|The Davy Crockett salvage operation. Photo by Washington Department of Ecology|
1) Towing Vessel Inspection Rule. The most comprehensive changes to the towing industry in forty years were proposed by the US Coast Guard in August. The new inspection regime mirrors rules already in force for other commercial vessels. Tug operators have several concerns, from a "one-size-fits-all" approach to the estimated price tag of up to $18 million to bring more than 5200 US tow vessels into compliance. The story was covered heavily by the industry press, but not at all by mainstream outlets.
2) Flooding Woes Hit The Waterways. Late spring and early summer brought massive flooding of the Western Rivers (the Mississippi and those that flow into it). Parts of the system were closed to navigation for long periods, leaving operators to reduce capacity by anywhere from 15 to 50 percent. This was covered heavily by the mainstream media. Time magazine's Paige Bowers had particularly good story on the dangers of navigating a swollen river.
3) Passenger Weight Limit Hits Operators. After a couple of fatal passenger vessel founderings in the mid-2000s, the Coast Guard found a common thread: although the vessels carried no more than the legally allowed number of passengers, they were nonetheless overloaded. The reason? The current stability calculations were enacted in the 1960s, when people weighed less. The new raises the per-person weight from 160 to 185 pounds. Vessel operators are concerned that already-small profit margins will suffer with fewer passengers allowed on each boat. The impact on individual operators got good coverage in several local papers. The British press can't resist a good story about how fat Americans are; find good overviews of the story from The Independent and The Daily Mail.
4) New Offshore Drilling Permits Finally Issued. WorkBoat is largely written by people actually working in the maritime industry, both on ships and ashore, so it's no surprise that the magazine comes down in favor of things that benefit the industry, like shipyard contracts, and is opposed to things like drilling moratoriums. You can almost hear the exasperated exhale with the word "Finally" in this headline venting a year-long frustration with the US government's foot dragging about getting back to normal after the Deepwater Horizon disaster. The mainstream media published a flurry of stories at the end of 2010 when the moratorium was first lifted, but 2011's coverage was mainly related to stock prices (especially Transocean's), oil exploration, and energy. Chattanooga TV station WDEF posted a good Associated Press story on its website.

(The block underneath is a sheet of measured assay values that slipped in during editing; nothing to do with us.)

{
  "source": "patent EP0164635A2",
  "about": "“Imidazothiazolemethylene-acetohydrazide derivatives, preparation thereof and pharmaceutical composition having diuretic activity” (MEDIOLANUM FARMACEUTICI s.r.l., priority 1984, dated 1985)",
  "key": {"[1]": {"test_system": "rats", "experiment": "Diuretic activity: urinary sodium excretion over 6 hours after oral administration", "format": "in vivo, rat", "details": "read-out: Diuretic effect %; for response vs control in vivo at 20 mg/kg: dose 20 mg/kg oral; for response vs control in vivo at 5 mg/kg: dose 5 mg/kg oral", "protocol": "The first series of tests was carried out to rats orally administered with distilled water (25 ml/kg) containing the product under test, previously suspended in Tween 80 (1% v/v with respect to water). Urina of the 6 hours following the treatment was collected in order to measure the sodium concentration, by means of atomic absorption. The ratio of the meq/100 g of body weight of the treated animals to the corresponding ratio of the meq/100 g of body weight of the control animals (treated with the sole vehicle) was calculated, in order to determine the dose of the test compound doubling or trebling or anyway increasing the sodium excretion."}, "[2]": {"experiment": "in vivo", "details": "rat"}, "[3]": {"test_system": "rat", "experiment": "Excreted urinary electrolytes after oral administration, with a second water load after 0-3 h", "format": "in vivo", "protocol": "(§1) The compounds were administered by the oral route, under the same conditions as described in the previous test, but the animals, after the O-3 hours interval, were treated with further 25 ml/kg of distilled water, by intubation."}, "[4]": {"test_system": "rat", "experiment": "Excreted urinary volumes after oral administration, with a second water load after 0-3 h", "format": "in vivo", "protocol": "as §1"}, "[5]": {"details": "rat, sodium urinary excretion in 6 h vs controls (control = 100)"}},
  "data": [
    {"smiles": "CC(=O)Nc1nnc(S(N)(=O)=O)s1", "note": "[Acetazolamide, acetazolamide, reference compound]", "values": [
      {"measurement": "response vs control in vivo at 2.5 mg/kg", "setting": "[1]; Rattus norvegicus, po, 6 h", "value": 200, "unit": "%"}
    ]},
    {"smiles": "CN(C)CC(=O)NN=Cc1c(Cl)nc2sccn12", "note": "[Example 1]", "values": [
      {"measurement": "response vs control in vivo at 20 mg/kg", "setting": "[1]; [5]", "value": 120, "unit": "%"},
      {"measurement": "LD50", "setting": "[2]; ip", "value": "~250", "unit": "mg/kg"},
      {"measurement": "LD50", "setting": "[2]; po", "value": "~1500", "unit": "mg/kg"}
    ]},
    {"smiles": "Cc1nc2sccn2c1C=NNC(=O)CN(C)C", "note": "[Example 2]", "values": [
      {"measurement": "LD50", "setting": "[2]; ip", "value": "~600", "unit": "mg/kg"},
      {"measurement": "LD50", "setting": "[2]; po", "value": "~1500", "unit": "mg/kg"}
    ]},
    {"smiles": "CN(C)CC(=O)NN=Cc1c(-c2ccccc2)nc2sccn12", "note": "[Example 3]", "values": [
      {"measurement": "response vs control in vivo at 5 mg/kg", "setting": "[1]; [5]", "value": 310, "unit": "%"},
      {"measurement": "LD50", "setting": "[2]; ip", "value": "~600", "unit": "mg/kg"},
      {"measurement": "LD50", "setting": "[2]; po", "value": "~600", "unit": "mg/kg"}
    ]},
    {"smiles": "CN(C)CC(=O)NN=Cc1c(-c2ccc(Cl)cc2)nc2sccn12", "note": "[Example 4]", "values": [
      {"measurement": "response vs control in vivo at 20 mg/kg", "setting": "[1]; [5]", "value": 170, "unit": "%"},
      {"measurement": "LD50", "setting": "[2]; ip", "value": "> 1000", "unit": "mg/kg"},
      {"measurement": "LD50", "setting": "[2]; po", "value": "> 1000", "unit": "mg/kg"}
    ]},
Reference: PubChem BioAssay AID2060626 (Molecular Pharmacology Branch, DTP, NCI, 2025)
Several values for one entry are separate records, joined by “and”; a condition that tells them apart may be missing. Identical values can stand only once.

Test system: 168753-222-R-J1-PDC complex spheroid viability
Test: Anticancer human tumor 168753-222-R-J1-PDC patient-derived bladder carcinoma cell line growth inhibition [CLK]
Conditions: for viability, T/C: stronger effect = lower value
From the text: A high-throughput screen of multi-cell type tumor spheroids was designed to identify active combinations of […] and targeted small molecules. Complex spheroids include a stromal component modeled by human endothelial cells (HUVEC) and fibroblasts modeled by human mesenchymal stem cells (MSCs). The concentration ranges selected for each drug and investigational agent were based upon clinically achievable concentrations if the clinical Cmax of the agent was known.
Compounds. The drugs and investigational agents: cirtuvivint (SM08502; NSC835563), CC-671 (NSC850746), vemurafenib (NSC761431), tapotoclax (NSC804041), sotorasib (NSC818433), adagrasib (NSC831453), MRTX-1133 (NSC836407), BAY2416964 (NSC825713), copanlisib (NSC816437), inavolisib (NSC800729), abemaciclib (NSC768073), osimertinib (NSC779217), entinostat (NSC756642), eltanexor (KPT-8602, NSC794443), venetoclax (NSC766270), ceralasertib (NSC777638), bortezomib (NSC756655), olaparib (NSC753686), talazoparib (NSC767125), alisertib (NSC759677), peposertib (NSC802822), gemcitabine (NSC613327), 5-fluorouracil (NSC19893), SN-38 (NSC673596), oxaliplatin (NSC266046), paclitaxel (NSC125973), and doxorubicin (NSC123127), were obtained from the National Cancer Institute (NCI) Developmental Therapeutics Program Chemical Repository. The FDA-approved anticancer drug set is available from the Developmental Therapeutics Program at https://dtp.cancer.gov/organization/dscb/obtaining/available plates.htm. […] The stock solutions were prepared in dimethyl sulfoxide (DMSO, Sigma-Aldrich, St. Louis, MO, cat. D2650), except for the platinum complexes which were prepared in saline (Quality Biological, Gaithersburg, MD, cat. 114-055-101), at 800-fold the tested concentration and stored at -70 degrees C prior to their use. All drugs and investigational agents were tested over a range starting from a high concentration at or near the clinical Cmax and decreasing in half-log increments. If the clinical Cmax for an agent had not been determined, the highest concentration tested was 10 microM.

5) TWIC's Reputation Remains Dubious. Possibly the most unpopular maritime law since the British Navy eliminated rum rations, the TWIC program took another hit in May when the Government Accountability Office published a report saying the program had significant security and administrative problems. The US Coast Guard is already backing off the program: in December it said that TWIC holders that work on vessels that don't require a security plan won't be required to renew their cards. As usual, TWIC is a virtually unknown issue outside the industries affected and receive no coverage.
6) Fallout From Duck Boat Accident Continues. The July 2010 collision between a duck tour boat and a tug and barge on the Delaware River near Philadelphia has taken a few twists and turns. Because of the recent history of duck boat accidents, many initially assumed the tour boat was somehow at fault (WorkBoat even ran a poll asking of the boats should be forbidden from operating in certain areas), but ultimately it was the watch stander on the tug who was found at fault for using a cell phone and laptop, not listening to the radio, and not being in a place where he could see the other vessel. The "fallout" includes a Coast Guard ban on cell phone for its own watch standers. Reuters did a good summing up in November.
7) Inland Infrastructure Funding Remains Elusive. Crumbling dikes, locks, dams, and canals are all part of the national infrastructure, but were left largely uncared-for while highways, bridges, and railways got the bulk of federal money. The industry press covered this heavily, but the mainstream press mainly lost it on process stories about Congressional gridlock. One exception was The New Republic, whose Peter McFerrin suggests the shipping industry get behind user fees to avoid needed programs being held up by politics/
8) Weak Economy Fuels Consolidation. WorkBoat says "the inability of the US economy to gain traction since the recession continues to affect the workboat industry" but the increasing consolidation in all sectors of the industry -- shipyards, tugs, passenger vessels -- continues a 20-year trend. The trend remains largely uncovered outside the maritime, defense, and business press unless it affects a local business.
9) The Green Revolution Continues. The use of "green" technologies by Hornblower Cruises, Foss Maritime, and others got heavy coverage in WorkBoat and other trade magazines, but little elsewhere except the occasional item in the business press.
10) The Davy Crockett Salvage. The former Liberty ship Davy Crockett ended up an abandoned barge anchored in the Columbia River when a small salvage operator began an illegal operation to salvage it; it ended up being a very complex and expensive operation, ultimately costing $22 million. Local media did a decent job covering the story, including this from Scott Gutierrez of seattlepi.com